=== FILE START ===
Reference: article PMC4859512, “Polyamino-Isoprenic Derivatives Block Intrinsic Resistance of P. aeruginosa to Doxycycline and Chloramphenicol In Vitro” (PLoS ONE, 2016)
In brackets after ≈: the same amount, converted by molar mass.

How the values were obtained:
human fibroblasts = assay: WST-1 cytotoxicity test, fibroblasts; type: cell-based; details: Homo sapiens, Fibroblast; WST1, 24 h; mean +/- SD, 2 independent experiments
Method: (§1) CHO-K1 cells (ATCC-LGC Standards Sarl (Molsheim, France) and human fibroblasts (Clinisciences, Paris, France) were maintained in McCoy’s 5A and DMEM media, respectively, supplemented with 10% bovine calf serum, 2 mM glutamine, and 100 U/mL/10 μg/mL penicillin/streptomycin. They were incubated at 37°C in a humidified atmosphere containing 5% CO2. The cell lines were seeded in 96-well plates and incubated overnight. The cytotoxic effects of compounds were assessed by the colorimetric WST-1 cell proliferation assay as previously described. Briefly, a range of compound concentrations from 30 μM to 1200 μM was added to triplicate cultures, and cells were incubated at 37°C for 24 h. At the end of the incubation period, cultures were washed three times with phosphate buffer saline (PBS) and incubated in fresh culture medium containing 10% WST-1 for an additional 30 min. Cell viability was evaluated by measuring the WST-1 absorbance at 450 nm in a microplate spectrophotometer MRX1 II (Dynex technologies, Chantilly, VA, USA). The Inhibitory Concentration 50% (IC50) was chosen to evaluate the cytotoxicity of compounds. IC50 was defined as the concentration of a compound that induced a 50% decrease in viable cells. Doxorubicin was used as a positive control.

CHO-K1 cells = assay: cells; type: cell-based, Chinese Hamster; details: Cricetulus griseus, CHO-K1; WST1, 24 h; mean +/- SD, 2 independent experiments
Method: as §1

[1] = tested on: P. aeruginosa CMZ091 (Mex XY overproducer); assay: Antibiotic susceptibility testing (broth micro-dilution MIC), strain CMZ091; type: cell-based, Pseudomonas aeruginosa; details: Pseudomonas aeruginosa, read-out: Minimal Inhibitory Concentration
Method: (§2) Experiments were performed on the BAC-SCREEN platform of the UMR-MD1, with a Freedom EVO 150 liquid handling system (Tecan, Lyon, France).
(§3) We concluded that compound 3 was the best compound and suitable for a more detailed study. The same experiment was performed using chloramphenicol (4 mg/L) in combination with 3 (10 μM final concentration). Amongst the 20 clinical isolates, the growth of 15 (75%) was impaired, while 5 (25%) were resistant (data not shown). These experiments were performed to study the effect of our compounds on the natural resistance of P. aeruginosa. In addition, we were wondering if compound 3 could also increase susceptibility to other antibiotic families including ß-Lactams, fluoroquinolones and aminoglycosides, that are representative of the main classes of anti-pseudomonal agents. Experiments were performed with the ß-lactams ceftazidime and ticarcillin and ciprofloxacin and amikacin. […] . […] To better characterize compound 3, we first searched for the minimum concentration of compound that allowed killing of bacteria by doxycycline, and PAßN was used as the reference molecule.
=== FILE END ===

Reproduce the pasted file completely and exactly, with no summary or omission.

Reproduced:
Reference: article PMC4859512, “Polyamino-Isoprenic Derivatives Block Intrinsic Resistance of P. aeruginosa to Doxycycline and Chloramphenicol In Vitro” (PLoS ONE, 2016)
In brackets after ≈: the same amount, converted by molar mass.

How the values were obtained:
human fibroblasts = assay: WST-1 cytotoxicity test, fibroblasts; type: cell-based; details: Homo sapiens, Fibroblast; WST1, 24 h; mean +/- SD, 2 independent experiments
Method: (§1) CHO-K1 cells (ATCC-LGC Standards Sarl (Molsheim, France) and human fibroblasts (Clinisciences, Paris, France) were maintained in McCoy’s 5A and DMEM media, respectively, supplemented with 10% bovine calf serum, 2 mM glutamine, and 100 U/mL/10 μg/mL penicillin/streptomycin. They were incubated at 37°C in a humidified atmosphere containing 5% CO2. The cell lines were seeded in 96-well plates and incubated overnight. The cytotoxic effects of compounds were assessed by the colorimetric WST-1 cell proliferation assay as previously described. Briefly, a range of compound concentrations from 30 μM to 1200 μM was added to triplicate cultures, and cells were incubated at 37°C for 24 h. At the end of the incubation period, cultures were washed three times with phosphate buffer saline (PBS) and incubated in fresh culture medium containing 10% WST-1 for an additional 30 min. Cell viability was evaluated by measuring the WST-1 absorbance at 450 nm in a microplate spectrophotometer MRX1 II (Dynex technologies, Chantilly, VA, USA). The Inhibitory Concentration 50% (IC50) was chosen to evaluate the cytotoxicity of compounds. IC50 was defined as the concentration of a compound that induced a 50% decrease in viable cells. Doxorubicin was used as a positive control.

CHO-K1 cells = assay: cells; type: cell-based, Chinese Hamster; details: Cricetulus griseus, CHO-K1; WST1, 24 h; mean +/- SD, 2 independent experiments
Method: as §1

[1] = tested on: P. aeruginosa CMZ091 (Mex XY overproducer); assay: Antibiotic susceptibility testing (broth micro-dilution MIC), strain CMZ091; type: cell-based, Pseudomonas aeruginosa; details: Pseudomonas aeruginosa, read-out: Minimal Inhibitory Concentration
Method: (§2) Experiments were performed on the BAC-SCREEN platform of the UMR-MD1, with a Freedom EVO 150 liquid handling system (Tecan, Lyon, France).
(§3) We concluded that compound 3 was the best compound and suitable for a more detailed study. The same experiment was performed using chloramphenicol (4 mg/L) in combination with 3 (10 μM final concentration). Amongst the 20 clinical isolates, the growth of 15 (75%) was impaired, while 5 (25%) were resistant (data not shown). These experiments were performed to study the effect of our compounds on the natural resistance of P. aeruginosa. In addition, we were wondering if compound 3 could also increase susceptibility to other antibiotic families including ß-Lactams, fluoroquinolones and aminoglycosides, that are representative of the main classes of anti-pseudomonal agents. Experiments were performed with the ß-lactams ceftazidime and ticarcillin and ciprofloxacin and amikacin. […] . […] To better characterize compound 3, we first searched for the minimum concentration of compound that allowed killing of bacteria by doxycycline, and PAßN was used as the reference molecule.